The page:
SENIOR STATE DEPARTMENT OFFICIAL ONE:  Thank you, Jamin, for these questions. So the first thing – in answer to your first question, who will benefit, this program is intended to benefit refugees from all over the world, anyone who is already in the pipeline of cases referred for resettlement to the U.S. Refugee Admissions Program of the UN High Commissioner for refugees, regardless of the country they come from. And there may be Ukrainians, there may be Afghans, but we certainly expect to see people from the Democratic Republic of the Congo or from Burma who would be the beneficiaries of this program. If there are people from North Korea within that pipeline, they could certainly benefit from being received and resettled in the United States through private sponsorship.

And in terms of whether this program will help speed up—or, sorry, whether this program will change the requirements for refugee resettlement, the answer to that is absolutely not. Every refugee that we admit into the United States goes through a rigorous screening process with biographical and biometric screening, and there are very, very careful security measures that we have in place. In fact, refugees who arrive in the United States are the most vetted individuals that we admit into this country. These requirements will remain the same whether they come through traditional resettlement routes or whether they come through private sponsorship.

And I think you had asked if we’re going to speed up refugee resettlement or—excuse me—refugee processing, and the quick answer to that is that we’re working on that in a number of other ways as well and trying to speed up processing and at the same time maintain process integrity and security and seek to clear out pipeline cases from the past. But the requirements remain the same.

MODERATOR: Great. Unfortunately, that’s all the time we have for questions. But I would like to leave it to our speakers for any closing remarks.

SENIOR STATE DEPARTMENT OFFICIAL ONE:  So thank you all. We are really excited about this program. We think it’s a great thing. We believe it’s an opportunity for Americans across the country, from all walks of life, from every faith tradition or no faith tradition, from schools, from civic organizations, and everywhere in the country, including places where we don’t already. have resettlement options – we think it’s a great option.

And to take advantage of this amazing opportunity, we have created a great website and I invite you to visit it. It’s There is a wealth of information there that I think will answer any questions we didn’t get to cover today. But thank you all so much for participating and please help us spread the word.

MODERATOR: Great. Thank you very much, everyone. Thanks to our speaker. That concludes today’s call. As a reminder, today’s call was in the background and all speakers on the call were to be credited as senior State Department officials. This call has been embargoed until its end, which of course is now. Thank you all so much for joining us this morning. Appreciate it.

Where can Americans go without a visa?

What countries can a US citizen visit without a passport? Where can I travel without a passport? To see also : South Dakota is part of the U.S. Department of Justice’s broad efforts to protect the elderly.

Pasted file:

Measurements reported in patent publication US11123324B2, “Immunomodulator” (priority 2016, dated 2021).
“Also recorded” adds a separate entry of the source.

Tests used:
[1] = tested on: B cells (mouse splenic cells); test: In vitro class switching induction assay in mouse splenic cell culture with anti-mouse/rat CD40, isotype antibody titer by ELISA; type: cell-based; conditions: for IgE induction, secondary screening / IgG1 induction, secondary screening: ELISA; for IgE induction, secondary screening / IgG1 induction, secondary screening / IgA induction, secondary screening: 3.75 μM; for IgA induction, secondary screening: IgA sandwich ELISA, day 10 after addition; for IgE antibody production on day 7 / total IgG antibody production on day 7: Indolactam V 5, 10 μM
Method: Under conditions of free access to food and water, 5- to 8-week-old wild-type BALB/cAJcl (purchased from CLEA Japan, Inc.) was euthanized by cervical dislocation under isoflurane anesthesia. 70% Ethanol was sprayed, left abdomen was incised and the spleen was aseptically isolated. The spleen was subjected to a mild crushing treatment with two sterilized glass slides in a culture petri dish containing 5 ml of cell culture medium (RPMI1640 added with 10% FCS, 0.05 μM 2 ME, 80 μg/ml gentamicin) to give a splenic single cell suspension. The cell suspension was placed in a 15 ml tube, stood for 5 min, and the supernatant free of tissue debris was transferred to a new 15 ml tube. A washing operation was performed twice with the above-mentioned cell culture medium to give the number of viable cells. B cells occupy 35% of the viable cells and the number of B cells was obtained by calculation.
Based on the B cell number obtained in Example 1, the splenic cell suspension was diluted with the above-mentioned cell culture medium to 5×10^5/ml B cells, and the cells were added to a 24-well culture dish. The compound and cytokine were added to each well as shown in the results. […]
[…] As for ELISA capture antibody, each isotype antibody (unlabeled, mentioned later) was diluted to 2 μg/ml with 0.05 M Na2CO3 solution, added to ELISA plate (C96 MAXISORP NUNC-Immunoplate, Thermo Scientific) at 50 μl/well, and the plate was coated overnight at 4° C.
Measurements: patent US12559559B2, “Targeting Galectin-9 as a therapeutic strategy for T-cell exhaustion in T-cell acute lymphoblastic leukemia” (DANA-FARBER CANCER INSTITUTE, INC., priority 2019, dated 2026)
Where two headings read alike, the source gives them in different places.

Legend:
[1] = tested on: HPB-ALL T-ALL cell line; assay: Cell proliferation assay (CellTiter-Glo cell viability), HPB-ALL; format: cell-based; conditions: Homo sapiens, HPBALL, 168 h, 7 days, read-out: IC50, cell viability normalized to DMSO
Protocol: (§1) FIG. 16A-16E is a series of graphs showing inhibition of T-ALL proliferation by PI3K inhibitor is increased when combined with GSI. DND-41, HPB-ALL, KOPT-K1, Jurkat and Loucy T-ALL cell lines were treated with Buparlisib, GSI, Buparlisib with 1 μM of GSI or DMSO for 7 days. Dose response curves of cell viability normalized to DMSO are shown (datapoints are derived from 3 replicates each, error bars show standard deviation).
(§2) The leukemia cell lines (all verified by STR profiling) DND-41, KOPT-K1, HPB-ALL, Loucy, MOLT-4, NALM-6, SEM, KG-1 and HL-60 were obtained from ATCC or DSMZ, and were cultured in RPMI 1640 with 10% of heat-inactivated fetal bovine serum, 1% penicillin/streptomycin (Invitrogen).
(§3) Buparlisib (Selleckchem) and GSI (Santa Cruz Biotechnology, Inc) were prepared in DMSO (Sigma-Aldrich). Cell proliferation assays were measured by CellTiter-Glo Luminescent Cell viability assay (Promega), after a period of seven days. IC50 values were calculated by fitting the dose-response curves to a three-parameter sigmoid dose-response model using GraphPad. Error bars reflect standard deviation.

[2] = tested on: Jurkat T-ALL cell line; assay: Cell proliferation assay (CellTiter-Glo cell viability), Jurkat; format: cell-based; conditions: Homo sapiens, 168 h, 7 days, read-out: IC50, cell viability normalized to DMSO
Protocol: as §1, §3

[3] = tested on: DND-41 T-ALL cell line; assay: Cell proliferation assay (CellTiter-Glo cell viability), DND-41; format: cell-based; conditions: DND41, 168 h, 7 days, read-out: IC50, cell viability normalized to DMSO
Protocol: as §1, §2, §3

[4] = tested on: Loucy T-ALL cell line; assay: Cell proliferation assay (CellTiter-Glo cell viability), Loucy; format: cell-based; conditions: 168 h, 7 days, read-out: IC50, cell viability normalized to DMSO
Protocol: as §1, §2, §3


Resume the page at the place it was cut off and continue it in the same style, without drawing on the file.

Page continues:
• Best places to travel without a US passport.
  • Puerto Rico.
  • US Virgin Islands.
  • The Northern Mariana Islands.
  • American Samoa.
  • Guam.
  • Canada.
  • Mexico.

How many countries can a US citizen visit without visa?

As of July 15, 2022, US passport holders can travel to 186 countries and territories without a travel visa or with a visa on arrival.

Where can a US citizen stay the longest without a visa?

Ecuador â 90 days, but you can extend by another 90 days. Colombia – 90 days, but you can extend by another 90 days. On the same subject : Appointment of Ambassador Nina Hachigian as Special Representative for Subnational Diplomacy – United States Department of State. New Zealand â 90 days, but can extend up to 9 months for a total of 18 months.

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Is Israel a rich or Poor country?

RankCountryGDP-CCP ($)
32New Zealand50,411

What makes Israel a rich country? Israel has a technologically advanced market economy, with cut diamonds, high-tech equipment and pharmaceuticals among its major exports. The country is very highly developed in terms of life expectancy, education, income per capita. See the article : Patient Care Assessments. per capita and other human development index indicators.

Where does Israel rank in wealth?

Indicators of the economy in Israel. Worldwide gross domestic product in 2021 was around USD 12,230 per inhabitant. GDP in Israel, on the other hand, reached $52,171 per capita, or $488.53 billion for the entire country. Israel is therefore currently ranked as the 26th largest economy.

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Can Israeli citizens work in the US?

If you are interested in working in the United States, you must apply for a work visa. Depending on the business structure and employment requirements, there are a number of work visa options. Israelis are highly entrepreneurial and particularly innovative, as evidenced by the number of start-ups.

Is Israel visa free for US citizens? Travelers usually receive a free three-month tourist visa upon arrival in Israel, which can be extended. Israel does not routinely stamp passports with an entry stamp, instead providing all travelers with an entry card, although they reserve the right to stamp the passport.

Can Israelis immigrate to the US?

Immigrant visas to the US are processed for residents of Israel, the West Bank and Gaza at the US Embassy in Jerusalem.

How long can an Israeli citizen stay in the US?

Israeli citizens are initially eligible for L-1 visas up to 48 months, which can then be extended to a maximum of five years for an L-1B and seven years for an L-1A visa. After this time, the applicant must return to Israel or find an alternative visa to stay in the United States.